I did try Kodi, but I wasn’t overly keen on it. The layout on the pc was decent enough with video wall etc but when using remotely I couldn’t get the video wall and instead just had folders. I may look more into kodi, ive not tried it on the sheild but I’m guessing it will be similar to my xbox/android tv (on xgimi halo pj)

I was using the PC upnp To share media, so maybe if the media was on a nas i would get the video wall on the client?

I like Plex for its simplicity. Now that I have the Sheild I was able to stream A 4K HDR With Dolby Atmos video which is exactly what I’m after so I will probably stick with Plex for now. I set up a PC using the components I had lying around that I mention in the op and set it to act as a Plex server with wake on LAN enabled, that worked fine and I was able to play 4k hdr with atmos using that machine as well, but then I thought whats the point when I can just do the same with my main gaming PC and have everything in one machine, Also if I decide to use game stream on the sheild I can use Plex to wake up the PC (if game stream doesn’t already do that, ive nto tried it yet)

I do like the idea of having a NAS but im just not sure if I really need one. I guess I could use the 2 hdd bays in my PC and then if I need to expand further down the line I can move to a nas.
 

Sloppy Bob

Distinguished Member
The layout on the pc was decent enough with video wall etc but when using remotely I couldn’t get the video wall and instead just had folders. I may look more into kodi, ive not tried it on the sheild but I’m guessing it will be similar to my xbox/android tv (on xgimi halo pj)
Not quite sure what you mean by using it remotely as it's not Plex, it needs to be installed on the device you're playing it back on.

Were you trying to share libraries, I've never bothered so perhaps that's where you're coming from.

But yes, something wasn't right, you should get a video wall and would connect the Shield to your home network over SMB or NFS.

The main benefits of a NAS may not be neccessary for you. I connect 3 media streamers to different TV's in the house and need larger scale storage and backup than a PC will give me unless it's huge. So the streamers and my small form factor PC all use the NAS as one centralised storage and playback device.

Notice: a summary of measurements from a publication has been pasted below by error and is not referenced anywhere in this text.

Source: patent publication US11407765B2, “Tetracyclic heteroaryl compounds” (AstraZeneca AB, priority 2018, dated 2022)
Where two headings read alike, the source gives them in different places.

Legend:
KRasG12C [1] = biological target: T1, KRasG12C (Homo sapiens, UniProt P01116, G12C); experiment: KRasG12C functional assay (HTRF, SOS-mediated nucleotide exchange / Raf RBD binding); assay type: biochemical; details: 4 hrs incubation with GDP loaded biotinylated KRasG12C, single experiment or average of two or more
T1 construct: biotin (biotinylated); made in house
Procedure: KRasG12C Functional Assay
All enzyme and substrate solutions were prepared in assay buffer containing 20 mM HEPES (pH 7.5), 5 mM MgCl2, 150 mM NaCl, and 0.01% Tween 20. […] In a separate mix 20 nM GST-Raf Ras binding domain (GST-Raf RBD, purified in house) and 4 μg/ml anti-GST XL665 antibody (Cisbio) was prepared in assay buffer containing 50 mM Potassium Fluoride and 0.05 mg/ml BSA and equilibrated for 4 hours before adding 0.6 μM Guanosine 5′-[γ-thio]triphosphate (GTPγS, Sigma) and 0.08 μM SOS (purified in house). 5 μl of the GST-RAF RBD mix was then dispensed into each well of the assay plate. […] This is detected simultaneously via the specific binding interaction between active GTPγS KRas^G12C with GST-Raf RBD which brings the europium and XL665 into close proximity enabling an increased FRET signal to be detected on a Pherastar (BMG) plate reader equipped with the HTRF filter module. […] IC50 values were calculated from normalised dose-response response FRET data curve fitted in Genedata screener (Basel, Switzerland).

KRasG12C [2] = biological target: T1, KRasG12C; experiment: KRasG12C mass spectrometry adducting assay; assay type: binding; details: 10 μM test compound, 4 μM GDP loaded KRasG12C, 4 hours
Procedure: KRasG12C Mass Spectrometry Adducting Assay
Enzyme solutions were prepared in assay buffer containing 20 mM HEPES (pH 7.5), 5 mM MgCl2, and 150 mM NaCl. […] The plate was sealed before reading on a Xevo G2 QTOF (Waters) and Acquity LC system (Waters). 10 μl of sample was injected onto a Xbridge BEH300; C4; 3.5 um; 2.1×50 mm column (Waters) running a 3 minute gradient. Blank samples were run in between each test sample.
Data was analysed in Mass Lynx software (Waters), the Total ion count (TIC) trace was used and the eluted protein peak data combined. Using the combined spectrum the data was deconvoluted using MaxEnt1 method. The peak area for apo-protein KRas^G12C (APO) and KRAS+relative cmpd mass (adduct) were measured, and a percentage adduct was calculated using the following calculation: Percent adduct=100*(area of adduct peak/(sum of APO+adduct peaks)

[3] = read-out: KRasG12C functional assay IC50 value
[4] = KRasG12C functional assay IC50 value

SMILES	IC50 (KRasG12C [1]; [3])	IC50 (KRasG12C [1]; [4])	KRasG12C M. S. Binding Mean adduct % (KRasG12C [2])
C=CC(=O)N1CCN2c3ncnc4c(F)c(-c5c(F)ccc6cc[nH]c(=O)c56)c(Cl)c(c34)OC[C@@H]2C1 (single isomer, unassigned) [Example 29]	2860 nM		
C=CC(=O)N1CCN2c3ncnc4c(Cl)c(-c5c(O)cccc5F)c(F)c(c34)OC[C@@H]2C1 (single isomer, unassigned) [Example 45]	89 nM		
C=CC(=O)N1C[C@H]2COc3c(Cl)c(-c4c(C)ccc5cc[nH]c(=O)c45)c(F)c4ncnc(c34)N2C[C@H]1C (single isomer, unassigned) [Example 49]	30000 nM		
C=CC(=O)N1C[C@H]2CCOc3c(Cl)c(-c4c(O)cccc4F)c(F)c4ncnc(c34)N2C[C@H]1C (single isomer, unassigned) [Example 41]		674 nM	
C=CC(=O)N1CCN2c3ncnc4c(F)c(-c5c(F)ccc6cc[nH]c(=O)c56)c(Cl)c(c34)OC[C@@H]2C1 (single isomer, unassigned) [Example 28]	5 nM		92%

mambo1888

Well-known Member
Not quite sure what you mean by using it remotely as it's not Plex, it needs to be installed on the device you're playing it back on.

Were you trying to share libraries, I've never bothered so perhaps that's where you're coming from.

But yes, something wasn't right, you should get a video wall and would connect the Shield to your home network over SMB or NFS.

The main benefits of a NAS may not be neccessary for you. I connect 3 media streamers to different TV's in the house and need larger scale storage and backup than a PC will give me unless it's huge. So the streamers and my small form factor PC all use the NAS as one centralised storage and playback device.
Yeah thats what I was meaning, I setup Kodi on my PC and enabled upnp, then installed Kodi on my Xbox and set the file directory as my PC. I could access all the files but only as folderS and files.

So if I had a nas I could setup each kodi device to connect to the network storage rather than upnp to my pc, and it would then have the video wall.
 

Sloppy Bob

Distinguished Member
Yes. I'm sure it should using UPnP to enable library sharing but I've never done it.

You can still connect to your PC via SMB as long as the PC is visible on your home network. You don't need a NAS for that.

Using a NAS means your PC doesn't have to be on all the time but for streaming to a single TV and no other use I'd say it's overkill.
 

mambo1888

Well-known Member
I run Kodi on my Shield and store my media on a Synology DS1016+ and it never misses a beat. I have played with Plex, but i doubt any NAS out there will play 4K full rips with Plex. The Shield does this easily.